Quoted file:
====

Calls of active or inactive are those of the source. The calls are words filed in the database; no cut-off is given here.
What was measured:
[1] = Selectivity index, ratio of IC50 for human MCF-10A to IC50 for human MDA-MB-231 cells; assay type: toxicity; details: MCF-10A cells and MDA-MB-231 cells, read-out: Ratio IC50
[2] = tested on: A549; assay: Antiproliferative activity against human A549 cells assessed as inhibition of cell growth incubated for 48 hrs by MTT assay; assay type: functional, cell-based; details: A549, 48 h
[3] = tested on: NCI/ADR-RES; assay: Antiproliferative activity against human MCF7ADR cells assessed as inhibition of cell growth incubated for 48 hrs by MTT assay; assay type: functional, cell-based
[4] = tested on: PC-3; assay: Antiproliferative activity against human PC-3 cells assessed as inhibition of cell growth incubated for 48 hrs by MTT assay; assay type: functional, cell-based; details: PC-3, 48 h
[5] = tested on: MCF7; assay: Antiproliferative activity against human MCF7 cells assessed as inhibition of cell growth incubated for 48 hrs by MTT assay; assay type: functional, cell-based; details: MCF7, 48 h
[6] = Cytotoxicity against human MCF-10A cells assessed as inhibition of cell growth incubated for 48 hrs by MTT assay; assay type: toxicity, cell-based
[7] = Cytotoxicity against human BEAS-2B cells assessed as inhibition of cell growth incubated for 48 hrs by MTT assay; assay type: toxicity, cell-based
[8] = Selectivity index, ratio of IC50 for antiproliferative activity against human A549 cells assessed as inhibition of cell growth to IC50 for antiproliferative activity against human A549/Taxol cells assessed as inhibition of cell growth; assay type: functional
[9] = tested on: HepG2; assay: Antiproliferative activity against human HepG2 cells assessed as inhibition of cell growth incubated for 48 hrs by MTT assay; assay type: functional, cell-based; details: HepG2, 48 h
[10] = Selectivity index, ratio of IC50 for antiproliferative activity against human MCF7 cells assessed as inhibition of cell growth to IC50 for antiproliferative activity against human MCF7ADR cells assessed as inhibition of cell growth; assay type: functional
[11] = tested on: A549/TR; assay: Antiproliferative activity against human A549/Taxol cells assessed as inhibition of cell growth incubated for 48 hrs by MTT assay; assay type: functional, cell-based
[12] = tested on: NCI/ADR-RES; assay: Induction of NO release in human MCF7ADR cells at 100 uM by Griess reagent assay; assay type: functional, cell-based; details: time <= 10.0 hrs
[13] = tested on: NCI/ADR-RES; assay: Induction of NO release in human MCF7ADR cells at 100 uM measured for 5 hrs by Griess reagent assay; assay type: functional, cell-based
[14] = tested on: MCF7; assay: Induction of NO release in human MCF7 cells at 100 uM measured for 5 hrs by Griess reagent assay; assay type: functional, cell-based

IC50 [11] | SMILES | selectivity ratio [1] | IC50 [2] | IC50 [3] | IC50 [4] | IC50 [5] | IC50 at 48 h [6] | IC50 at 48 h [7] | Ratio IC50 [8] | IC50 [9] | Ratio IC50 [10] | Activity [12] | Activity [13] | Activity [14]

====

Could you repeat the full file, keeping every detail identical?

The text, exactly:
Calls of active or inactive are those of the source. The calls are words filed in the database; no cut-off is given here.
What was measured:
[1] = Selectivity index, ratio of IC50 for human MCF-10A to IC50 for human MDA-MB-231 cells; assay type: toxicity; details: MCF-10A cells and MDA-MB-231 cells, read-out: Ratio IC50
[2] = tested on: A549; assay: Antiproliferative activity against human A549 cells assessed as inhibition of cell growth incubated for 48 hrs by MTT assay; assay type: functional, cell-based; details: A549, 48 h
[3] = tested on: NCI/ADR-RES; assay: Antiproliferative activity against human MCF7ADR cells assessed as inhibition of cell growth incubated for 48 hrs by MTT assay; assay type: functional, cell-based
[4] = tested on: PC-3; assay: Antiproliferative activity against human PC-3 cells assessed as inhibition of cell growth incubated for 48 hrs by MTT assay; assay type: functional, cell-based; details: PC-3, 48 h
[5] = tested on: MCF7; assay: Antiproliferative activity against human MCF7 cells assessed as inhibition of cell growth incubated for 48 hrs by MTT assay; assay type: functional, cell-based; details: MCF7, 48 h
[6] = Cytotoxicity against human MCF-10A cells assessed as inhibition of cell growth incubated for 48 hrs by MTT assay; assay type: toxicity, cell-based
[7] = Cytotoxicity against human BEAS-2B cells assessed as inhibition of cell growth incubated for 48 hrs by MTT assay; assay type: toxicity, cell-based
[8] = Selectivity index, ratio of IC50 for antiproliferative activity against human A549 cells assessed as inhibition of cell growth to IC50 for antiproliferative activity against human A549/Taxol cells assessed as inhibition of cell growth; assay type: functional
[9] = tested on: HepG2; assay: Antiproliferative activity against human HepG2 cells assessed as inhibition of cell growth incubated for 48 hrs by MTT assay; assay type: functional, cell-based; details: HepG2, 48 h
[10] = Selectivity index, ratio of IC50 for antiproliferative activity against human MCF7 cells assessed as inhibition of cell growth to IC50 for antiproliferative activity against human MCF7ADR cells assessed as inhibition of cell growth; assay type: functional
[11] = tested on: A549/TR; assay: Antiproliferative activity against human A549/Taxol cells assessed as inhibition of cell growth incubated for 48 hrs by MTT assay; assay type: functional, cell-based
[12] = tested on: NCI/ADR-RES; assay: Induction of NO release in human MCF7ADR cells at 100 uM by Griess reagent assay; assay type: functional, cell-based; details: time <= 10.0 hrs
[13] = tested on: NCI/ADR-RES; assay: Induction of NO release in human MCF7ADR cells at 100 uM measured for 5 hrs by Griess reagent assay; assay type: functional, cell-based
[14] = tested on: MCF7; assay: Induction of NO release in human MCF7 cells at 100 uM measured for 5 hrs by Griess reagent assay; assay type: functional, cell-based

IC50 [11] | SMILES | selectivity ratio [1] | IC50 [2] | IC50 [3] | IC50 [4] | IC50 [5] | IC50 at 48 h [6] | IC50 at 48 h [7] | Ratio IC50 [8] | IC50 [9] | Ratio IC50 [10] | Activity [12] | Activity [13] | Activity [14]